Tuesday, 23 November 2010

"You know Kevin, its not always easy being a hero"

Ahhhhh the knowledge of Mr Arnold in the Wonder Years - he really did have it all locked down in terms of advice and suggestions to Kevin, didn't he? Though it is not always easy being a hero, we all need them.

(from left to right) Paul, Kevin and WinnieImage via Wikipedia
Winnie would never get another dude as righteous and cool as Kevin. The actor who played Paul (left) went on to give it up a career on stage and went on to become lead singer of Marilyn Manson
 I was having a conversation recently about mentoring and it reminded me of the scene from this episode. The other person was fearful about taking up some mentoring responsibilities, despite my best efforts to convince them otherwise - just to mention this was not within a work context but via the CIPD scheme (for more details check out my previous posts).

Their fears were about somehow being discovered as some sort of fraud, that being the mentor you were expected to have all the answers, knowledge and direction in the relationship; very much the vision of the HR Obi-Wan Kenobi so to speak.

Obi-Wan KenobiImage via Wikipedia
"Do you have my wallet? This has no pockets and I keep losing it"
I do wonder if the perception of mentoring has been rather distorted by high profile "examples" of its practice such as the X-Factor. The mentor's opinion dominates as they provide advice/guidance to candidates for the position of recording artist; week after week they are expected to follow it remorselessly; in instances where the performance does not work the mentor is criticised for the choices they have made on behalf of the mentee and, more often then not as there is only one winner on the show, those who are not thought up to scratch get dumped on the scrap heap.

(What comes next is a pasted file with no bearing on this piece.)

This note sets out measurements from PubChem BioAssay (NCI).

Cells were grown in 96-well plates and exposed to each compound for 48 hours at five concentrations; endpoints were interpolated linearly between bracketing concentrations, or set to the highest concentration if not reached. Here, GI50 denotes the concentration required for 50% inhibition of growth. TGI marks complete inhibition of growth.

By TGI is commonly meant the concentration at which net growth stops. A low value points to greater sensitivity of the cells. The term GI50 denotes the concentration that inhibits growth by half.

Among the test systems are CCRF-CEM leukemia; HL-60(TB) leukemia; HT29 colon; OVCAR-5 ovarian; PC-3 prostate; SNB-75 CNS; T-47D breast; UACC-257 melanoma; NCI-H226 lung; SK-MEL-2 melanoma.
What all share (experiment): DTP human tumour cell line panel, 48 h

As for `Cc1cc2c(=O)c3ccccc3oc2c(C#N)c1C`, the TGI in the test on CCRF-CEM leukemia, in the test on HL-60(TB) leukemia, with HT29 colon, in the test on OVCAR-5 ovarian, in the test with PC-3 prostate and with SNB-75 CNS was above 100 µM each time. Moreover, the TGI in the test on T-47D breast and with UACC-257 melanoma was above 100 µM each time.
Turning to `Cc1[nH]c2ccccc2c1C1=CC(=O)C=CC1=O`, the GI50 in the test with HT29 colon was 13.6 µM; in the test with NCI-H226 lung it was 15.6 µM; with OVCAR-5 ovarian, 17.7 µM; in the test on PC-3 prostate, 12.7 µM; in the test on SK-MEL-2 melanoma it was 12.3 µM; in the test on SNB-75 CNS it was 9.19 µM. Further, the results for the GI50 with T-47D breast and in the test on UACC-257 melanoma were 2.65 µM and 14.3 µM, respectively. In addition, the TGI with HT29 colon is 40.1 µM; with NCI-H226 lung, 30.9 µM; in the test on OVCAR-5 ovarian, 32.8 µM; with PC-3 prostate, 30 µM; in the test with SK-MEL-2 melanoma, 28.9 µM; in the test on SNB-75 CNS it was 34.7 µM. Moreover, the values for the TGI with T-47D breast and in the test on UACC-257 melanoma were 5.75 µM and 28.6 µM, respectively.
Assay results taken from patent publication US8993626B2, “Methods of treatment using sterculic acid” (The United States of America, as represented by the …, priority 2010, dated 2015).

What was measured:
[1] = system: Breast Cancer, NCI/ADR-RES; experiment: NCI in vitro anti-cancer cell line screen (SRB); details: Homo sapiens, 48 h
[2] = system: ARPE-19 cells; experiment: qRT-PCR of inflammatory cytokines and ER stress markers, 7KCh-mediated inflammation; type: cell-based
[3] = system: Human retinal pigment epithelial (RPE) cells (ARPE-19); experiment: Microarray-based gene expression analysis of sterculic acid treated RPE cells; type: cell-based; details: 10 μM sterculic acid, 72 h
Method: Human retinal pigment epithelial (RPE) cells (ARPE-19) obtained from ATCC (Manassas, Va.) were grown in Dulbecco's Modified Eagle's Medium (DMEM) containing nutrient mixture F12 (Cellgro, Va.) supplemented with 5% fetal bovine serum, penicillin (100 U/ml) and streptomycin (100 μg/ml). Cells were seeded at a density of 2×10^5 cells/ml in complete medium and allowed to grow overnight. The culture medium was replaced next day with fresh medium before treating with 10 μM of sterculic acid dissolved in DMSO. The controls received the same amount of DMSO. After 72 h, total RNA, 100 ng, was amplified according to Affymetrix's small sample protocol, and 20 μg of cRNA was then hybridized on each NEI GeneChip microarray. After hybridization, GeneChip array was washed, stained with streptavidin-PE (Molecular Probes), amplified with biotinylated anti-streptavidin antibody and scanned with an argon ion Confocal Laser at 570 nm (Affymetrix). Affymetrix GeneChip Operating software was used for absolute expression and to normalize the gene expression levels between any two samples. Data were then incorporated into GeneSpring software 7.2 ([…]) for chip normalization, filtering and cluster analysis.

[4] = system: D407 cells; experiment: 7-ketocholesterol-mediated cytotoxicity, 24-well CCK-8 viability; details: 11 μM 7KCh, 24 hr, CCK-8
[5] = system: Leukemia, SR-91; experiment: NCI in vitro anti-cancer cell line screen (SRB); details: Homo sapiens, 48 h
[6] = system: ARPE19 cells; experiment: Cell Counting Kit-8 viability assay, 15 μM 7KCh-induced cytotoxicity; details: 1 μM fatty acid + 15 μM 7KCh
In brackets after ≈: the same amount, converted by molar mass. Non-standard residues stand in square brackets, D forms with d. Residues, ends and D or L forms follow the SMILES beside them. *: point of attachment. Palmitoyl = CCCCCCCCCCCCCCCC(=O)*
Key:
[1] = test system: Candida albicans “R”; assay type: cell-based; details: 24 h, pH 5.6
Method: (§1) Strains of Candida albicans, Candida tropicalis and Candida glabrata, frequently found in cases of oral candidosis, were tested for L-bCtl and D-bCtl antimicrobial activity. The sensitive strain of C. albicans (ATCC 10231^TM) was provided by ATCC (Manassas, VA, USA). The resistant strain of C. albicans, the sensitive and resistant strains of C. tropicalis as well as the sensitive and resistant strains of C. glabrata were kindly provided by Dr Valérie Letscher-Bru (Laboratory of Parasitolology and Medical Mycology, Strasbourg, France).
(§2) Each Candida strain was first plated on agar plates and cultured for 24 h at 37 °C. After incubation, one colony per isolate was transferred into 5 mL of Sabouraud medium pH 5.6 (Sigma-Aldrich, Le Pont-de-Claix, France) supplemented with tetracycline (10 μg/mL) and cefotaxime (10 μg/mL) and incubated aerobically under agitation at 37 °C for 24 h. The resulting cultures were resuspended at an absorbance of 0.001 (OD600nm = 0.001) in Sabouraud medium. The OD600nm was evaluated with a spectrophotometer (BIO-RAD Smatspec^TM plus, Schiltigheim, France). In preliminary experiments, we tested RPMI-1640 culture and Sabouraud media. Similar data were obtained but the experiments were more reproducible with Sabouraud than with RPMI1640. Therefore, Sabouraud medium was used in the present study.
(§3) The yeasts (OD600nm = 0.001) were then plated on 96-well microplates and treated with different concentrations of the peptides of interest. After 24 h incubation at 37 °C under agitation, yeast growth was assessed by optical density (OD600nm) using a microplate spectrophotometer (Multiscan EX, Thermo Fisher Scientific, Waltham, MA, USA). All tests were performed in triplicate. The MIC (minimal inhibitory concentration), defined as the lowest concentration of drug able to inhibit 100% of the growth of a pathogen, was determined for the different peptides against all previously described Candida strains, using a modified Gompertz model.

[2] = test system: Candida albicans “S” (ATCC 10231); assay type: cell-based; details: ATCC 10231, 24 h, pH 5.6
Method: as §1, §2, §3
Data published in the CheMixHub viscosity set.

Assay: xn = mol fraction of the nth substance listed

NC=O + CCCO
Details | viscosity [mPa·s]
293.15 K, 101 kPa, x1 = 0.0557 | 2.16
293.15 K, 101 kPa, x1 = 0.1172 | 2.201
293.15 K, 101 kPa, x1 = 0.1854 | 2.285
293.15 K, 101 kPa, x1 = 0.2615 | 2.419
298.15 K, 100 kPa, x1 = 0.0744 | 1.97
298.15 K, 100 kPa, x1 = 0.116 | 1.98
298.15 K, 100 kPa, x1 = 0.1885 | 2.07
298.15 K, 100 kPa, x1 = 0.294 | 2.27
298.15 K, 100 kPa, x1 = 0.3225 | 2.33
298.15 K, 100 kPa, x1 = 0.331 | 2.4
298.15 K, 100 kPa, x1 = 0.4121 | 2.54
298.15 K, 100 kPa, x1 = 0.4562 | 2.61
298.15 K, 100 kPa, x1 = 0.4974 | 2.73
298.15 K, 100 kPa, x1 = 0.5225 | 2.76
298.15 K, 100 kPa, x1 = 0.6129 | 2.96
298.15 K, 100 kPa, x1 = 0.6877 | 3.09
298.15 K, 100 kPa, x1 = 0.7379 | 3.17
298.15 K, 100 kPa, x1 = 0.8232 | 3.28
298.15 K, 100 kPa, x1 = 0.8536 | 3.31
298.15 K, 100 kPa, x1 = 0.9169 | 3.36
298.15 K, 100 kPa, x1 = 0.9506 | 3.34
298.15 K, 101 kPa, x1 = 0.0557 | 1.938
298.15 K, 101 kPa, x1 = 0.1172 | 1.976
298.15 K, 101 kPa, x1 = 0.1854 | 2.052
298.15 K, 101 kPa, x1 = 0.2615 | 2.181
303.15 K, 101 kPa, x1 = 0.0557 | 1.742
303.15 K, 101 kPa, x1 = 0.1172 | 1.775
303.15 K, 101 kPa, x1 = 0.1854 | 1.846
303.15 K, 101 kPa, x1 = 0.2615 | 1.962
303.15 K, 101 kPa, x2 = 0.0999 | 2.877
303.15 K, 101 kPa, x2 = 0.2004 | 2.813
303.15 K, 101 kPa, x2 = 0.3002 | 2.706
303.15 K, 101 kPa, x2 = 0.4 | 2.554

Whats left? Feelings of despair. Loss. Anger. All things which should not come out of a mentoring relationship.

This all loses sight of the fact that mentoring is a personal development process in which the mentee takes ownership of the direction it takes. The mentor role is to help shine a light on the mentees' thinking, so to speak, probing and asking questions - not decide what the successful outcomes should be or how the mentee should be able to recognise them.

I will have a couple more practical suggestions over the next week about what this might look like so watch this space. In the meantime be a hero. Mentor.

And if in doubt, just think "what would Mr Arnold do?"

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